Hike: Hmong-owned outfitter Sapa Sisters have led guided treks in the mountains around Sapa since 2009 and regularly combine multi-day trips with local homestays, but their landmark experience is hiking to the “Roof to Indochina.” Sitting at 10,312 feet, Mount Fansipan is a real mountain (the highest in Vietnam), albeit one that can be conquered without equipment (although making the almost 15 mile trek with a guide is recommended). Plan for a 6 a.m. pick up and short drive to the Tram Ton Pass (Heaven’s Gate) ranger station where an easy stroll through bamboo and old tree forests soon gives way to an increasingly steep climb along a series of ridge lines. There’s a brief lunch stop before making the final push to the summit, reached only after navigating 600 stairs through a series of spiritual attractions in the Buddhist monastery and temple complex, which makes it feel like the end of a mythical six hour Monkey Magic quest. Even on an overcast day, panoramic views of the Hoang Lien Son Range and Muong Hoa Valley from the peak are pretty incredible — much like the sense of accomplishment for making it to the top. 

Next ride the cable car back down the mountain, grab the bags and hop in a pre-arranged private transfer to Noi Bai International Airport in time to catch the 8 p.m. Vietnam Airlines ($60 economy, $147 business) flight down to Da Nang, a laidback beachfront city on the country’s tropical central coast where you can check into — and bliss out at — Vietnam’s first all-spa inclusive resort. 

Pro tip: For those with more time or tighter budgets, the 7 a.m. and 3 p.m. Sapa Express business class buses to Hanoi (book ahead, as the 28- and 18-seaters fill up fast) also stop at the airport. 

Stay: Set among tropical gardens and taking design cues from an imperial palace in ancient capital Huế, TIA Wellness Resort is a sleek all-villa property framed by palm trees and the South China Sea where guests split time between the wellness center and beachfront-adjacent infinity pool.

The Dining Room at TIA Wellness Resort
The Dining Room at TIA Wellness Resort

Day 6: 

Chill Out: Thanks to its spa-inclusive concept, pampering is practically mandatory at TIA, whose rate includes two daily wellness treatments (sound healing sessions, facials and a steam-sauna-ice hydro circuit) per guest. Daily group classes (yoga, breathwork, tai chi) are options, too. Located on a quiet stretch of My Khe Beach 10 minutes from downtown Da Nang, you can balance chilling at the spa with downtime in your villa — each one has private courtyard and plunge pool.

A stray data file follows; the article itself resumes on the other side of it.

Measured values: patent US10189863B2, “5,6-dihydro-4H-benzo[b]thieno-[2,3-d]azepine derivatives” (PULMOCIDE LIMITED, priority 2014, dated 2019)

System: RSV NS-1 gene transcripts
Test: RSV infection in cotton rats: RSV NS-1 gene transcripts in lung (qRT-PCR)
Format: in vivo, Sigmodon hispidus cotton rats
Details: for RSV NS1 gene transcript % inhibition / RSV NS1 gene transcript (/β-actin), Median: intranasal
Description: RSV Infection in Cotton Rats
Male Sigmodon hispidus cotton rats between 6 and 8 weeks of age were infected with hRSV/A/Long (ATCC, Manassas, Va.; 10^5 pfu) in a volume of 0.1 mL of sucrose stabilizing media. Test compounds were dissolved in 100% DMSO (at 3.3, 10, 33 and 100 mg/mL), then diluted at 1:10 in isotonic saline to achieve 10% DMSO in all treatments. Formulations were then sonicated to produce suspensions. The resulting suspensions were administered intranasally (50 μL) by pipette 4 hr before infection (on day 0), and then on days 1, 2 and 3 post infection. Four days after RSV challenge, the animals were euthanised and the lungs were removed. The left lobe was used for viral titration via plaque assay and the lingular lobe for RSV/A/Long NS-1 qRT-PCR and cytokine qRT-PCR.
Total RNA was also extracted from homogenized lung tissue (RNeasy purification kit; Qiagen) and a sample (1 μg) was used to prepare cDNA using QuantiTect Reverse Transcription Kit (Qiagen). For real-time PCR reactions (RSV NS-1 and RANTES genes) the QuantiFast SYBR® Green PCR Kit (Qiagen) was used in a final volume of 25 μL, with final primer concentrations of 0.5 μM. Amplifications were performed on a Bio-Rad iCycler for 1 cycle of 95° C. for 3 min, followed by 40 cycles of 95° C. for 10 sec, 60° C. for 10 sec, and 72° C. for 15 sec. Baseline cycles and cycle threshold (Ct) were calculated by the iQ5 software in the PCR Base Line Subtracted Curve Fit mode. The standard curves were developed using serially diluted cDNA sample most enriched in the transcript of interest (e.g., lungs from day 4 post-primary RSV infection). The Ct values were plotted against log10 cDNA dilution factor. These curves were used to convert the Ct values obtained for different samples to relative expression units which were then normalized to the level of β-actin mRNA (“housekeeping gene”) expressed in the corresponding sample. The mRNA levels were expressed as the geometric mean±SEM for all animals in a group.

All the spa therapists are reiki-trained, which means your chakras will be balanced no matter which treatments you choose, but the bamboo roll out massage, crystal wand reflexology and master reiki sessions are particularly stellar. Also recommended: floating slowly back to earth beside the meditative waterfall pool with a pot of tea in the central spa garden.

Dine: With an “eat light, feel bright” approach to menus that feature traditional Vietnamese dishes and several plant-based options, dining at TIA is health-forward but with room to indulge in the odd burger or banh mi and glass of biodynamic wine. Lunch poolside at The Ocean Bistro (salads, power snacks) and save dinner for sleek main restaurant The Dining Room. 

Lady Buddha at Linh Ung Pagoda
Lady Buddha at Linh Ung Pagoda
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Day 7:

Do: One of the resort’s Signature Wellness Tours is a guided early morning meditation at the Lady Buddha inside the Linh Ung Pagoda Buddhist temple. The tallest of its kind in Vietnam, Lady Buddha is a 220-foot vision in white marble, said to bestow local fishermen with good fortune among the waves. Arriving at 6 a.m. means beating the crowds and having the spiritual site on the picturesque Son Tra Peninsula — whose impressive entrance gate opens into a serene Buddha-filled statue garden that in turn leads to the main hall — practically all to yourself.

Explore: Take the 4 p.m. guest shuttle to Hội An and wander around its beautifully preserved Old Town, shopping the night market and soaking in the sights as daylight fades and thousands of colorful lanterns light up the streets. Once a major port, its most famous symbol was introduced by Chinese and Japanese merchants when they came to trade in the late 14th century. First constructed in the 1590s, the Japanese Covered Bridge here is a huge draw, too, but during the Lantern Festival (held every full moon), it gets packed with a ridiculous crush of selfie-taking tourists. It’s said that lighting and releasing a lotus flower lantern on the river can bring health, happiness and good fortune, but if nothing else, it’s a fun thing to do and looks super pretty. 

Pro tip: Hội An is a haven for custom-made clothing, which can often be made within 24 hours. Prices are reasonable, although be prepared to negotiate. Home to more than 500 tailor shops, reputable names include BeBe, Yaly Couture and Lana Tailoring. For ready-to-wear pieces in organic cotton and mulberry silk, homegrown brand Metsieko has a boutique on Tran Phu street. 

Eat and Drink: Hội An is a culinary hotspot, and one of the best ways to soak everything in is by making a beeline for one of the riverside restaurants with an upstairs terrace so you can people watch while sampling regional delicacies unique to the town — think bánh vac or “white rose,” a light shrimp dumpling topped with crispy onions, and bánh xèo, savory fried pancakes with different fillings. Cargo Club is a great option and has an ice cream shop, too. Across the river at Mango Mango, dine on Vietnamese-Japanese fusion dishes by sushi-loving celeb chef-owner Duc Tran.